Coordinating organisation & role
Name of the coordinating organisation: CEACountry: FranceEntity profile: Governmental/public bodyRole within the commitment:
CEA will act as the coordinating partner of this project. It will be responsible for building the consortium, identifying the needs, searching the needed financial support, designing and building the most appropriate technical solution.
Fraunhofer-Gesellschaft zur FÃ¶rderung der Angewandten Forschung e.V.
Name of the organisation: Fraunhofer-Gesellschaft zur FÃ¶rderung der Angewandten Forschung e.V. Country: Germany Entity profile: Governmental/public body
Role within the commitment: Fraunhofer will lead the CFRP and GFRP recycling research.
Fraunhofer will perform corrosion tests on the developed materials.
Fraunhofer will work with CIDAUT on the implementation, validation and refinement of LCCA tools for the project. Fraunhofer is the Quality Manager of the Consortium and will oversee deliverables and general reporting are produced with the best possible quality following agreed review standards.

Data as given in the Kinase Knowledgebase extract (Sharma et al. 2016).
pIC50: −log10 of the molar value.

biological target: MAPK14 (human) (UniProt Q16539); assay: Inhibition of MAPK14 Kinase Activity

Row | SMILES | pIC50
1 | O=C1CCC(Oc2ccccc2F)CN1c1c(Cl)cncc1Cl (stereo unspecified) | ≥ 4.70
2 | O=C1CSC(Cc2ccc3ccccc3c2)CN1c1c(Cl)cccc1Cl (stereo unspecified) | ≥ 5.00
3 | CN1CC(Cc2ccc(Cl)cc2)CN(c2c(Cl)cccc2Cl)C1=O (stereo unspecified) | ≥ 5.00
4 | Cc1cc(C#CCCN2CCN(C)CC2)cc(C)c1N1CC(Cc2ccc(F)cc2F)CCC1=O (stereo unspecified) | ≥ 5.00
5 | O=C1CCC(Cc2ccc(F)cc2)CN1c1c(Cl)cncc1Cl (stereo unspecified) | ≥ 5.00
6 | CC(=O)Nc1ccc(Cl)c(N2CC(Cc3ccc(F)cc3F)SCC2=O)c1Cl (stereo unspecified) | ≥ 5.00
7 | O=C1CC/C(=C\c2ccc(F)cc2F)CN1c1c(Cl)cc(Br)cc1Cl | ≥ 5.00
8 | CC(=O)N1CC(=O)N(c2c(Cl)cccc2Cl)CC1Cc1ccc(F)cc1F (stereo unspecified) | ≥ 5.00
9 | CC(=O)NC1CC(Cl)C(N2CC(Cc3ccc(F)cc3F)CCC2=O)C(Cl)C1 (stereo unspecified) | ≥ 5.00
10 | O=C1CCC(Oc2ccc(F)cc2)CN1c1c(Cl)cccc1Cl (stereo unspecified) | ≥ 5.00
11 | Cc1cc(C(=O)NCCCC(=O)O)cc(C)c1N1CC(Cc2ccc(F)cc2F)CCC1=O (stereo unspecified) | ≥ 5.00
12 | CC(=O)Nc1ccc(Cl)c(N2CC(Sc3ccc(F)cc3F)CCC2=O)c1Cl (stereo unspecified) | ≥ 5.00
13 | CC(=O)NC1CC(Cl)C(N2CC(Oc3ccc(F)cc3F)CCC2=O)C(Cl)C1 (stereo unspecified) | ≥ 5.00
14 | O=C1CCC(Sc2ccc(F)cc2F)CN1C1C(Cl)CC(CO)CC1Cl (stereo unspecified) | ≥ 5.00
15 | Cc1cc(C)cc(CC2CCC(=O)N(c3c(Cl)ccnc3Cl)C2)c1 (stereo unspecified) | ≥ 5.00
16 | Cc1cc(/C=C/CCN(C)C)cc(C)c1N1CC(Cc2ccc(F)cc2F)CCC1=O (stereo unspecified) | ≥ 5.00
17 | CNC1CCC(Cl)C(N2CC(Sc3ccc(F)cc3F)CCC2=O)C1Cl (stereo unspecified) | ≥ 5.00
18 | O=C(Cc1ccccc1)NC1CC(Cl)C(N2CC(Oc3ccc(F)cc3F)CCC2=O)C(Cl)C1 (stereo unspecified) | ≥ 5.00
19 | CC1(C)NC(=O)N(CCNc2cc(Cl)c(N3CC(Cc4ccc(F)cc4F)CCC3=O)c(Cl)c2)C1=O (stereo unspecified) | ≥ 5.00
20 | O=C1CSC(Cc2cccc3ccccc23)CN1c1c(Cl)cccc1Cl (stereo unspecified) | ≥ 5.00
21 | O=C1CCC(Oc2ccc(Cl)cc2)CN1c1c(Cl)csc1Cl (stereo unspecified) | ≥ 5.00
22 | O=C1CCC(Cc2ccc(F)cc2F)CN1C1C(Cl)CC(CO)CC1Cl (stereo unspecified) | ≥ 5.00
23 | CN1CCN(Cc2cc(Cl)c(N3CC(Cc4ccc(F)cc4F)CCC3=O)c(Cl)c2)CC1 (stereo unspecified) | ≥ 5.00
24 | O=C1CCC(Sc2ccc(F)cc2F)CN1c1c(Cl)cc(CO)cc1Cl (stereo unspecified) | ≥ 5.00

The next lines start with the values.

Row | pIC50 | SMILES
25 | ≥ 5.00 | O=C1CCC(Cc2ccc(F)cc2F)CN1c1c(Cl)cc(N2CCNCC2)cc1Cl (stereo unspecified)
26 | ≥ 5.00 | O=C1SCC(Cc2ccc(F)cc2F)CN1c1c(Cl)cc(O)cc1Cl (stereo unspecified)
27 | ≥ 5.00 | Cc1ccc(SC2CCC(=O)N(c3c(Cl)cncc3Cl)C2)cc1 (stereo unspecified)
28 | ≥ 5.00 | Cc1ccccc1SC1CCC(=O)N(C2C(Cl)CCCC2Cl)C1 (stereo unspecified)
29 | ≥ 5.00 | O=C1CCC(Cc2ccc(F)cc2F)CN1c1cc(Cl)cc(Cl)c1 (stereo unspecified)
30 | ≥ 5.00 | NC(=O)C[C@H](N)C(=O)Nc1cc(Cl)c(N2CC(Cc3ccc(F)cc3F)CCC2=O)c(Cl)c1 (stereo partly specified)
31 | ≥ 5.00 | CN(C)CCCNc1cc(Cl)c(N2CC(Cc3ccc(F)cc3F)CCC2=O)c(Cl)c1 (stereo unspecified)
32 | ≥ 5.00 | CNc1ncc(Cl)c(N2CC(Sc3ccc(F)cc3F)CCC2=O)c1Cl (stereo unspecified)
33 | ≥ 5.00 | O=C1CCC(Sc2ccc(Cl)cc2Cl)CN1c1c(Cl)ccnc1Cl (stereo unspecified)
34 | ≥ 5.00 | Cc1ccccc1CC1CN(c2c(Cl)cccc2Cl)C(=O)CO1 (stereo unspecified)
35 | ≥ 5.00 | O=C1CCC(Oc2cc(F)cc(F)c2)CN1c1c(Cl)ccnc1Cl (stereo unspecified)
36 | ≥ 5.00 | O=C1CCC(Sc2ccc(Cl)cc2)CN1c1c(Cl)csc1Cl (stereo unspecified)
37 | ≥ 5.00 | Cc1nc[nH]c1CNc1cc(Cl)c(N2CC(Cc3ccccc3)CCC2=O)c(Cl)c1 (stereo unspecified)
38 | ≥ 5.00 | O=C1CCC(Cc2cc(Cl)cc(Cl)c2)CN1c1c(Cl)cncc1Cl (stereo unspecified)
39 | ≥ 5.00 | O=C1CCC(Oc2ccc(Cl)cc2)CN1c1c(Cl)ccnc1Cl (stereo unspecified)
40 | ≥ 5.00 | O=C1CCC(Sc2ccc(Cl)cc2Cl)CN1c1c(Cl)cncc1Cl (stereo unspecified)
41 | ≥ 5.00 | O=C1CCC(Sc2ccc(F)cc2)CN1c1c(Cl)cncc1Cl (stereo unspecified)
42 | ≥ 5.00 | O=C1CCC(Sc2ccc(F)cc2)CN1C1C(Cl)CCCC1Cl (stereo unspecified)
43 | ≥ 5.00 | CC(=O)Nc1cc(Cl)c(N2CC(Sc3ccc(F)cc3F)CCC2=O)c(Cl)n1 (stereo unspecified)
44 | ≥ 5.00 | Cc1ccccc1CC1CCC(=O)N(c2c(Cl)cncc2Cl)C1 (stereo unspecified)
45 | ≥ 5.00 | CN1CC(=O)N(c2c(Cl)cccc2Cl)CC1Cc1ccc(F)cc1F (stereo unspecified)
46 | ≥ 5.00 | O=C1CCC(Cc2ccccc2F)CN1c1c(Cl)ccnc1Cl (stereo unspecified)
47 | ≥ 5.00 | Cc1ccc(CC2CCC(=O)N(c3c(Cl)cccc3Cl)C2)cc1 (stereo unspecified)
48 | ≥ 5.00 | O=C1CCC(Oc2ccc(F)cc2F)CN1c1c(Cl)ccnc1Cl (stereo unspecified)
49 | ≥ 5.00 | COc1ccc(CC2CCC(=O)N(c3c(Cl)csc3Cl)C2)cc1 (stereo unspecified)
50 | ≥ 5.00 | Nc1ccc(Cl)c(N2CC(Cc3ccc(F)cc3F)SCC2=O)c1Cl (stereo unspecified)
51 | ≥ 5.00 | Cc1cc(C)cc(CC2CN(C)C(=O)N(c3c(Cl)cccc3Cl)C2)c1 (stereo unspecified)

Name of the organisation: Fundacion Cidaut Country: Spain Entity profile:
Role within the commitment: CIDAUT will lead the research activities on materials recycling and compounding, implementing lab scale demonstrators of each process at its premises and, later, supporting end-users upscale the processes.
CIDAUT will perform mechanical tests, microstructural analyses, injection moulding capability studies on the developed materails, and will work with Fraunhofer on the implementation, validation and refinement of LCCA tools for the project.
RWTH Aachen University (Institute of plastic processing (IKV)
Name of the organisation: RWTH Aachen University (Institute of plastic processing (IKV) Country: Germany Entity profile: Governmental/public body